To Hopkins’ credit, he doesn’t simplify glorify the world in which the Doctor and company find themselves. In the manner of the best Victorian satire even the respectable and important are (gently) mocked – see the De Roches’ amusing belief that the TARDIS is a hot air balloon of French make – and, as in Bleak House, all ‘levels’ of society are represented (“You wouldn’t know about ordinary people, would you? We’re just there to work hard, die young and make the rich richer,” sneers Christian Griswold to the Doctor, mistaking him for an aristocrat). There are also darker undercurrents here that threaten to come to the surface and boil over: the way all the men talk down to all the women (“anything to oblige a pretty young gal”; “out of the way, you stupid cow!”; Dimplesqueeze’s hinting at the “perfidious outrages” that could befall a young lady of the time and, later, his awful suggestion of how Charley repay him and automatic assumption that she’s a prostitute; “what a slovenly and bedraggled creature you are”); assassins armed with pistols bursting through crowds of happy visitors or threatening to cut ladies’ throats in the middle of Hyde Park; and last but certainly not least C’rizz’s humiliating and upsetting Elephant-Man-esque treatment at the hands of Jacob Crackles, knocked out, chained up, forced to strip, and exhibited to the paying public as some freakish “curiosity”. His eventual revenge on Crackles feels both justified and uncomfortably horrible. The two strands get tied together nicely with the parallel that the crowd are as happy to gawp at French diplomats as they are at “deformed” specimens: otherness fascinates.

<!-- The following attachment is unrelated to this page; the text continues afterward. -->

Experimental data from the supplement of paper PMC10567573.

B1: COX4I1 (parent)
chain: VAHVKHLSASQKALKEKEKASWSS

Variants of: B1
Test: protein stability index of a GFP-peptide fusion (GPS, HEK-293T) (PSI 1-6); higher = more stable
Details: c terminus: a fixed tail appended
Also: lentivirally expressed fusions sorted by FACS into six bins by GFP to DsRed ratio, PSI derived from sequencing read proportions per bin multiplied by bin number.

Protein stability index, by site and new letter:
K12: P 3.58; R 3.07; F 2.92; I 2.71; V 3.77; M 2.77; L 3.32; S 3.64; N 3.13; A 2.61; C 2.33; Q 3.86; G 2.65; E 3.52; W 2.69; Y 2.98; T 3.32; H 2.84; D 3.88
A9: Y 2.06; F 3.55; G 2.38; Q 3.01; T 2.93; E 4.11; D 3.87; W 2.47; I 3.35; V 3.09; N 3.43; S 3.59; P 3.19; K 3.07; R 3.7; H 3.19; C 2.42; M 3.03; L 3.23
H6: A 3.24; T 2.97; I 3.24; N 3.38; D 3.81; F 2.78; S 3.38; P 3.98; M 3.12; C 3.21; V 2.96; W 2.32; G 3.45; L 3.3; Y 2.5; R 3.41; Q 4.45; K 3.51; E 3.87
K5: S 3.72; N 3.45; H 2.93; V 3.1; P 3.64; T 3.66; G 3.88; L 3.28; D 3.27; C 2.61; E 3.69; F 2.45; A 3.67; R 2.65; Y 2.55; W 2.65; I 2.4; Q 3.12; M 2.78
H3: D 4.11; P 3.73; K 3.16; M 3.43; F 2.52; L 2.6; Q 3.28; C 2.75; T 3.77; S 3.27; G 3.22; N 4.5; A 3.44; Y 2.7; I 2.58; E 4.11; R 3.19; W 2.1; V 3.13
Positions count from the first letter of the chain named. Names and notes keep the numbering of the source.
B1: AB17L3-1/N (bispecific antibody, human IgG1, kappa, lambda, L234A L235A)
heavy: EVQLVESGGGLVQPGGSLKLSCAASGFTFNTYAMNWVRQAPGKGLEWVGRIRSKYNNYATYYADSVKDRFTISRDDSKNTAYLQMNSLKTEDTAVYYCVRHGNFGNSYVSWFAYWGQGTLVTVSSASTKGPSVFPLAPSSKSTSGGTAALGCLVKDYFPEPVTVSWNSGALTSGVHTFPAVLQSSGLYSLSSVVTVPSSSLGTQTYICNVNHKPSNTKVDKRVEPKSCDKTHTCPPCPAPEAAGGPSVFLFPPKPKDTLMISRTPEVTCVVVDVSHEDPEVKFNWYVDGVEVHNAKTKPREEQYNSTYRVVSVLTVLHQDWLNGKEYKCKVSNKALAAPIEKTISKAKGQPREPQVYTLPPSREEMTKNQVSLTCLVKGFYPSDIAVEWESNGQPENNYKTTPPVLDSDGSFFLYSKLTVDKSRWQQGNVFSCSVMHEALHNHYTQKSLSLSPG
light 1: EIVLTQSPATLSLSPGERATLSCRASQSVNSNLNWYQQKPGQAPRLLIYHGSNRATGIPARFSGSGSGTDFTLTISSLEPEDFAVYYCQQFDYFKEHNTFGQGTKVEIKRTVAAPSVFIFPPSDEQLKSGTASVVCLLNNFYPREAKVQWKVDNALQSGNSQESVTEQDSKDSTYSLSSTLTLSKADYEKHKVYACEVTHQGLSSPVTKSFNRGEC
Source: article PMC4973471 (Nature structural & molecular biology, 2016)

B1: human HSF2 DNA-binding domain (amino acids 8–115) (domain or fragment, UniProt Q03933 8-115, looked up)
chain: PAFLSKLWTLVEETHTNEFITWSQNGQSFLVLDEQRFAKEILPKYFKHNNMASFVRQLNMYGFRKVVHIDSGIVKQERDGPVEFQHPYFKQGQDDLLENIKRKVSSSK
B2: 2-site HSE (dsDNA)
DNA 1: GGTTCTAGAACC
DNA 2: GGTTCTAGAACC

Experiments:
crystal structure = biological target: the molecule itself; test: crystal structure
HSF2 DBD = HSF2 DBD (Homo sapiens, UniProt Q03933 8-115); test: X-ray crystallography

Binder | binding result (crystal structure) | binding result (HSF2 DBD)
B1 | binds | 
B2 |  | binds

Other Lives naturally benefits a great deal from the performance of the late, great Ron Moody as Arthur Wellesley, Duke of Wellington. On the day of his death I rewatched the 1968 musical version of Oliver Twist; frankly I still consider it better than any other version before or since, possibly including the book (no, seriously. The novel has numerous subplots which go absolutely nowhere, as though Dickens didn’t know what he was doing with them, and the musical irons those out. Plus, it has Oliver Reed). A great deal of that triumph comes down to Ron Moody’s unforgettable performance as Fagin; similarly, the man who could in another life have been the Third Doctor is an utter joy here, selling great dialogue like “Bit of advice, my dear, never grow old. Oh, what dainty little feet you have. Not like my canal barges!” with conviction. The scene in which he first meets Charley and she tells him he looks just like the Duke of Wellington is a delight, but he makes equally neat work out of their conversation about his mortality and Charley’s reports of Britain’s future. Including this historical character, so known for the Regency era and his role at Waterloo as opposed to Victoriana, in a story set in 1851 is an interesting choice but works well (I had no idea the Duke died as late as 1852). Francesca Hunt also makes a strong impression as Mrs Georgina Marlow, introduced as merely a desperate mother trying to find her missing ten-year-old, but then drawn inexorably into the Doctor’s storyline in a clever, and surprisingly emotional, way; their scenes opposite one another are very effective, particularly their goodbye. At first I thought it a curious decision to have Westmaas and Fisher playing dual roles; their French accents aren’t awful enough to wreck the story, but especially after we had such good Russian actors in Singularity, I wondered why BF couldn’t have hired some French actors here instead. Of course, with the mistaken identity stuff that comes into play later, it becomes much clearer why this is; at first I couldn’t decide if C’rizz and Charley pretending to be Monsieur & Madame De Roche is awkward/silly plotting or a terrific gag, but once we got the beautifully meta line from Charley about “who’s to say I’m not Madeleine De Roche” I was sold on the whole idea.